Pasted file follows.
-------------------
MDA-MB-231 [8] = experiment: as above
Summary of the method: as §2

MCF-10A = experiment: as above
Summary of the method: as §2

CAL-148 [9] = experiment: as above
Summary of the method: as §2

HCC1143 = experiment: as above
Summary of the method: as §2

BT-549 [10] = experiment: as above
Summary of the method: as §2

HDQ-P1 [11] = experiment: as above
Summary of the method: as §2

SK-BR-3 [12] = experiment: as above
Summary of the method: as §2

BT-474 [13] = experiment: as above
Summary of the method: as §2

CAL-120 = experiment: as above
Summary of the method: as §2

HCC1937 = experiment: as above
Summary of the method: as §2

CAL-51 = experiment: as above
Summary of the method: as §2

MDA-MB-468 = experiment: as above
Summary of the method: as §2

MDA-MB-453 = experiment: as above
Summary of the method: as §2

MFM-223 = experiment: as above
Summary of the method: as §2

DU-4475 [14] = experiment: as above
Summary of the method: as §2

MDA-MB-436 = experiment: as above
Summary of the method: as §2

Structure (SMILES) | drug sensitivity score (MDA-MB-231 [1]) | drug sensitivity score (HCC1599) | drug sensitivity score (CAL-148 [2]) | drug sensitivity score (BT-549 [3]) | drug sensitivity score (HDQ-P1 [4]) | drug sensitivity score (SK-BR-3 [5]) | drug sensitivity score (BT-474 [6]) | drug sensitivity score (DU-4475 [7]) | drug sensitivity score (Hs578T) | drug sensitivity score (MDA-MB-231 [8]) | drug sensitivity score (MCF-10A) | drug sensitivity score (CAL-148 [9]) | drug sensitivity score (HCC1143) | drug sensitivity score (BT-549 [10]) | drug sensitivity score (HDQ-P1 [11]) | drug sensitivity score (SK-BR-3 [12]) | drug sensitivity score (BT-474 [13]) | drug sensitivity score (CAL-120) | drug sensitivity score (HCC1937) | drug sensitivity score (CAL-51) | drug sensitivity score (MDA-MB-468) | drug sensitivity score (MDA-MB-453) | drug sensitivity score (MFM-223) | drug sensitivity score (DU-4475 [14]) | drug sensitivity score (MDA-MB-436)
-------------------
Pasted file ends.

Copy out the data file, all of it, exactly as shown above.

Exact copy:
MDA-MB-231 [8] = experiment: as above
Summary of the method: as §2

MCF-10A = experiment: as above
Summary of the method: as §2

CAL-148 [9] = experiment: as above
Summary of the method: as §2

HCC1143 = experiment: as above
Summary of the method: as §2

BT-549 [10] = experiment: as above
Summary of the method: as §2

HDQ-P1 [11] = experiment: as above
Summary of the method: as §2

SK-BR-3 [12] = experiment: as above
Summary of the method: as §2

BT-474 [13] = experiment: as above
Summary of the method: as §2

CAL-120 = experiment: as above
Summary of the method: as §2

HCC1937 = experiment: as above
Summary of the method: as §2

CAL-51 = experiment: as above
Summary of the method: as §2

MDA-MB-468 = experiment: as above
Summary of the method: as §2

MDA-MB-453 = experiment: as above
Summary of the method: as §2

MFM-223 = experiment: as above
Summary of the method: as §2

DU-4475 [14] = experiment: as above
Summary of the method: as §2

MDA-MB-436 = experiment: as above
Summary of the method: as §2

Structure (SMILES) | drug sensitivity score (MDA-MB-231 [1]) | drug sensitivity score (HCC1599) | drug sensitivity score (CAL-148 [2]) | drug sensitivity score (BT-549 [3]) | drug sensitivity score (HDQ-P1 [4]) | drug sensitivity score (SK-BR-3 [5]) | drug sensitivity score (BT-474 [6]) | drug sensitivity score (DU-4475 [7]) | drug sensitivity score (Hs578T) | drug sensitivity score (MDA-MB-231 [8]) | drug sensitivity score (MCF-10A) | drug sensitivity score (CAL-148 [9]) | drug sensitivity score (HCC1143) | drug sensitivity score (BT-549 [10]) | drug sensitivity score (HDQ-P1 [11]) | drug sensitivity score (SK-BR-3 [12]) | drug sensitivity score (BT-474 [13]) | drug sensitivity score (CAL-120) | drug sensitivity score (HCC1937) | drug sensitivity score (CAL-51) | drug sensitivity score (MDA-MB-468) | drug sensitivity score (MDA-MB-453) | drug sensitivity score (MFM-223) | drug sensitivity score (DU-4475 [14]) | drug sensitivity score (MDA-MB-436)